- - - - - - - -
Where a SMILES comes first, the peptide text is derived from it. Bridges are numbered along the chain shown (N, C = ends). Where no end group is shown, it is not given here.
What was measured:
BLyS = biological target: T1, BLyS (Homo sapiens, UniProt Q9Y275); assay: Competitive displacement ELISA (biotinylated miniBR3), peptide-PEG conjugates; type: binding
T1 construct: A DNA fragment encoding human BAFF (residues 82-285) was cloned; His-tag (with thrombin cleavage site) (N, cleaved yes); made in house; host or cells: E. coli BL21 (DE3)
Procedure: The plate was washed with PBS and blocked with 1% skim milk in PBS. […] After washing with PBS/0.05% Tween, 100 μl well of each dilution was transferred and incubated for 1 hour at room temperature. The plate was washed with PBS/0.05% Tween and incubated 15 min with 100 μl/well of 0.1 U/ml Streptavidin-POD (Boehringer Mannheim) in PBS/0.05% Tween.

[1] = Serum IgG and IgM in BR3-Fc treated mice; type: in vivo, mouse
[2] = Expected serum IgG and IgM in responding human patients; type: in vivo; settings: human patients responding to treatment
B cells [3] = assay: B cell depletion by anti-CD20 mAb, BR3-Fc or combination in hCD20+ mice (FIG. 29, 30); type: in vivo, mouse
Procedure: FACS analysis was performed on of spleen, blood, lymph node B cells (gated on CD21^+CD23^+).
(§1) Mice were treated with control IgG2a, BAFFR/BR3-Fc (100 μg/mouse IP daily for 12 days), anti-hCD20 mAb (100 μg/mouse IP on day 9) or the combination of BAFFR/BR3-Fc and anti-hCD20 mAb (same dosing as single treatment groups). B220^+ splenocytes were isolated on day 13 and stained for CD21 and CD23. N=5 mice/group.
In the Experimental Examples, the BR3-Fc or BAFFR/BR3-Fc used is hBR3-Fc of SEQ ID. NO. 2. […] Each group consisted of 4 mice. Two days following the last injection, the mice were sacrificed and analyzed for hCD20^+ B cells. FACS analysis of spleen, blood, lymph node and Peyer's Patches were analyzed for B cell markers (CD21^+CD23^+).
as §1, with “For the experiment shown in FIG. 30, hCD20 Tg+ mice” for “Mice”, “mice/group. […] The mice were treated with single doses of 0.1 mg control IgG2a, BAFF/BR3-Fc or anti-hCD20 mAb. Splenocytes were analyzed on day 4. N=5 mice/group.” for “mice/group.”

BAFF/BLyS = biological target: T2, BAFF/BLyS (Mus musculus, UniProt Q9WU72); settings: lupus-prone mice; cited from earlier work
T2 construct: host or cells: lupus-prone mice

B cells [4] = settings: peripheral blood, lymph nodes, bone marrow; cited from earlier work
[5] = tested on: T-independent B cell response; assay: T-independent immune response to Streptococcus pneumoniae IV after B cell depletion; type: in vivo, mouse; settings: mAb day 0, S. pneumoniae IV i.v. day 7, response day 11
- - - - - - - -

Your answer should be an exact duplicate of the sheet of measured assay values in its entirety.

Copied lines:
Where a SMILES comes first, the peptide text is derived from it. Bridges are numbered along the chain shown (N, C = ends). Where no end group is shown, it is not given here.
What was measured:
BLyS = biological target: T1, BLyS (Homo sapiens, UniProt Q9Y275); assay: Competitive displacement ELISA (biotinylated miniBR3), peptide-PEG conjugates; type: binding
T1 construct: A DNA fragment encoding human BAFF (residues 82-285) was cloned; His-tag (with thrombin cleavage site) (N, cleaved yes); made in house; host or cells: E. coli BL21 (DE3)
Procedure: The plate was washed with PBS and blocked with 1% skim milk in PBS. […] After washing with PBS/0.05% Tween, 100 μl well of each dilution was transferred and incubated for 1 hour at room temperature. The plate was washed with PBS/0.05% Tween and incubated 15 min with 100 μl/well of 0.1 U/ml Streptavidin-POD (Boehringer Mannheim) in PBS/0.05% Tween.

[1] = Serum IgG and IgM in BR3-Fc treated mice; type: in vivo, mouse
[2] = Expected serum IgG and IgM in responding human patients; type: in vivo; settings: human patients responding to treatment
B cells [3] = assay: B cell depletion by anti-CD20 mAb, BR3-Fc or combination in hCD20+ mice (FIG. 29, 30); type: in vivo, mouse
Procedure: FACS analysis was performed on of spleen, blood, lymph node B cells (gated on CD21^+CD23^+).
(§1) Mice were treated with control IgG2a, BAFFR/BR3-Fc (100 μg/mouse IP daily for 12 days), anti-hCD20 mAb (100 μg/mouse IP on day 9) or the combination of BAFFR/BR3-Fc and anti-hCD20 mAb (same dosing as single treatment groups). B220^+ splenocytes were isolated on day 13 and stained for CD21 and CD23. N=5 mice/group.
In the Experimental Examples, the BR3-Fc or BAFFR/BR3-Fc used is hBR3-Fc of SEQ ID. NO. 2. […] Each group consisted of 4 mice. Two days following the last injection, the mice were sacrificed and analyzed for hCD20^+ B cells. FACS analysis of spleen, blood, lymph node and Peyer's Patches were analyzed for B cell markers (CD21^+CD23^+).
as §1, with “For the experiment shown in FIG. 30, hCD20 Tg+ mice” for “Mice”, “mice/group. […] The mice were treated with single doses of 0.1 mg control IgG2a, BAFF/BR3-Fc or anti-hCD20 mAb. Splenocytes were analyzed on day 4. N=5 mice/group.” for “mice/group.”

BAFF/BLyS = biological target: T2, BAFF/BLyS (Mus musculus, UniProt Q9WU72); settings: lupus-prone mice; cited from earlier work
T2 construct: host or cells: lupus-prone mice

B cells [4] = settings: peripheral blood, lymph nodes, bone marrow; cited from earlier work
[5] = tested on: T-independent B cell response; assay: T-independent immune response to Streptococcus pneumoniae IV after B cell depletion; type: in vivo, mouse; settings: mAb day 0, S. pneumoniae IV i.v. day 7, response day 11